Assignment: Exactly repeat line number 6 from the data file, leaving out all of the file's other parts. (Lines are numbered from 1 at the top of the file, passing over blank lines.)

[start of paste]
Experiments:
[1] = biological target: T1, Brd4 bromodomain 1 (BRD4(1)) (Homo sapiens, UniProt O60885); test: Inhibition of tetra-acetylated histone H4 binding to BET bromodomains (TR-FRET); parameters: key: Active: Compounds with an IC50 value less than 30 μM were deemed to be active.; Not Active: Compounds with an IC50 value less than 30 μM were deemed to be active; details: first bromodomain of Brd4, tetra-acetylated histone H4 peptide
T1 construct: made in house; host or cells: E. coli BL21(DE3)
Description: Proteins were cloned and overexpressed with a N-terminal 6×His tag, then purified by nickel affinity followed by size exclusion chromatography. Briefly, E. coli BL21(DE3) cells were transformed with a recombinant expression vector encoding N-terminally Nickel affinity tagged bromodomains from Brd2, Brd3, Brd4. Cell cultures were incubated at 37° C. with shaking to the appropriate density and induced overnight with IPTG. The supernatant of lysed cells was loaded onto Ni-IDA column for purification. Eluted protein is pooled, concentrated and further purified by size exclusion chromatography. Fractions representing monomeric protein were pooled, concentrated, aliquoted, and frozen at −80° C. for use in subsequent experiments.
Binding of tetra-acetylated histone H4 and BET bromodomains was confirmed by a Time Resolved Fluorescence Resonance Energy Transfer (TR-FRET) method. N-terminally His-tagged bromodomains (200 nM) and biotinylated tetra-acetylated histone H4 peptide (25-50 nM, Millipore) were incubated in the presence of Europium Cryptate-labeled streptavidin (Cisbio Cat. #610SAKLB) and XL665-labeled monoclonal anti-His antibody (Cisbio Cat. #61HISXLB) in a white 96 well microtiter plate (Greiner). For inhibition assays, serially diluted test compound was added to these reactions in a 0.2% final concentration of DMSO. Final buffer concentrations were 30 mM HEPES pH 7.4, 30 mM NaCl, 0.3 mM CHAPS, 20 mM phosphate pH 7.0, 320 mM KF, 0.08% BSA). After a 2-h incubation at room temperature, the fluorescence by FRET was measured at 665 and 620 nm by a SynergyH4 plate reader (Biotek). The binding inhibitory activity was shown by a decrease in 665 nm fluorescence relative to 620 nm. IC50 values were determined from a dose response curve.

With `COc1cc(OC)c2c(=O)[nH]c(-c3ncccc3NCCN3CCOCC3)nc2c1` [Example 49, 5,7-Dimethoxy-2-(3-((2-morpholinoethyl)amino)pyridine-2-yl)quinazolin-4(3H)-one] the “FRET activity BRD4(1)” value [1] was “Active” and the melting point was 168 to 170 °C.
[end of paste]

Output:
With `COc1cc(OC)c2c(=O)[nH]c(-c3ncccc3NCCN3CCOCC3)nc2c1` [Example 49, 5,7-Dimethoxy-2-(3-((2-morpholinoethyl)amino)pyridine-2-yl)quinazolin-4(3H)-one] the “FRET activity BRD4(1)” value [1] was “Active” and the melting point was 168 to 170 °C.